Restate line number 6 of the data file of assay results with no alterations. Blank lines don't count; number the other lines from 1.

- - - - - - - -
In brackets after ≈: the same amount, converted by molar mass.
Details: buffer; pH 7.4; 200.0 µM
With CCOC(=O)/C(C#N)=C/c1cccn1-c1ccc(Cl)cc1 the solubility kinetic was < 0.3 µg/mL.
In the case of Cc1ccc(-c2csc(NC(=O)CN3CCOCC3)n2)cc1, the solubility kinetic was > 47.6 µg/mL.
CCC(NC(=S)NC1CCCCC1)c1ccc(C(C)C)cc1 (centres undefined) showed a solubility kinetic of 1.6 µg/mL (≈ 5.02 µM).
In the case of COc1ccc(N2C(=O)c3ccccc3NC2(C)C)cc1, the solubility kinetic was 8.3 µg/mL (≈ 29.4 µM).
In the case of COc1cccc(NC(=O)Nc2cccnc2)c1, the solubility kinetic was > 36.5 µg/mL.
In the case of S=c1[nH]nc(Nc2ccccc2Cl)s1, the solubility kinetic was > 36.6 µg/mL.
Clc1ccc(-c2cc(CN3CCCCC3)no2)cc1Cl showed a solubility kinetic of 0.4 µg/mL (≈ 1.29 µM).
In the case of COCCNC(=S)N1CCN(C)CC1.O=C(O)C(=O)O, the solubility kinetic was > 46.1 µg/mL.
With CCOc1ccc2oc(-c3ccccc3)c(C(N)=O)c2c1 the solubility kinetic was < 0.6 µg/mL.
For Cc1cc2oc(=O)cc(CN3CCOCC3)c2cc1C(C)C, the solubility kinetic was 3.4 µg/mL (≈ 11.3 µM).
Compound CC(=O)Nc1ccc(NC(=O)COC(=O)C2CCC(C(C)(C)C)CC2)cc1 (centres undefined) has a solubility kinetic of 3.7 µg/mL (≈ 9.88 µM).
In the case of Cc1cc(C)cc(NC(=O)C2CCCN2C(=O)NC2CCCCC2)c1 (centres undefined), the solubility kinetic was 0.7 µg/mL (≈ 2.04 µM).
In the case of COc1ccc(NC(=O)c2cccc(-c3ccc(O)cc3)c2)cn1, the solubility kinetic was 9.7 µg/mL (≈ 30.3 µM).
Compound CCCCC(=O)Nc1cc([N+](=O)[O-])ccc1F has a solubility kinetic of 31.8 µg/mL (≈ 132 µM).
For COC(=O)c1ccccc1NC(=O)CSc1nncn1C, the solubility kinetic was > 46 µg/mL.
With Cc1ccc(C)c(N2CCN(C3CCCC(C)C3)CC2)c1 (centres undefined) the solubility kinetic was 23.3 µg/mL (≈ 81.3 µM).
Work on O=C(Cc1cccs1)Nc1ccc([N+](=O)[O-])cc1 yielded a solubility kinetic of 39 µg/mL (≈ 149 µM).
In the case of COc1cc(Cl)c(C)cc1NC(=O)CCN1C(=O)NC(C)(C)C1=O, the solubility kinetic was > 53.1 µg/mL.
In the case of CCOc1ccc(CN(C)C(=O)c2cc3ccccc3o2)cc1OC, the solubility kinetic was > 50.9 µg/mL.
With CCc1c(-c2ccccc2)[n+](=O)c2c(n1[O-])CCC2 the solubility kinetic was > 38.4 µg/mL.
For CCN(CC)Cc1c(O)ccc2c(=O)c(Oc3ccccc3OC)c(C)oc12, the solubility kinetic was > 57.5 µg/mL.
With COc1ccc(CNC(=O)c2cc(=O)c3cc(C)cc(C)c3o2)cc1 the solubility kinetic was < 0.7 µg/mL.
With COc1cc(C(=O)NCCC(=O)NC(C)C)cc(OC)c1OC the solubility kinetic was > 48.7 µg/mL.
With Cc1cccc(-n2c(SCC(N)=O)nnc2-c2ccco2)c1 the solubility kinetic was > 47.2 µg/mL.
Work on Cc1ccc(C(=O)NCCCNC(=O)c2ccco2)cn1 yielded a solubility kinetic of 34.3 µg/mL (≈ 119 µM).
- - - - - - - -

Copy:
In the case of COc1ccc(N2C(=O)c3ccccc3NC2(C)C)cc1, the solubility kinetic was 8.3 µg/mL (≈ 29.4 µM).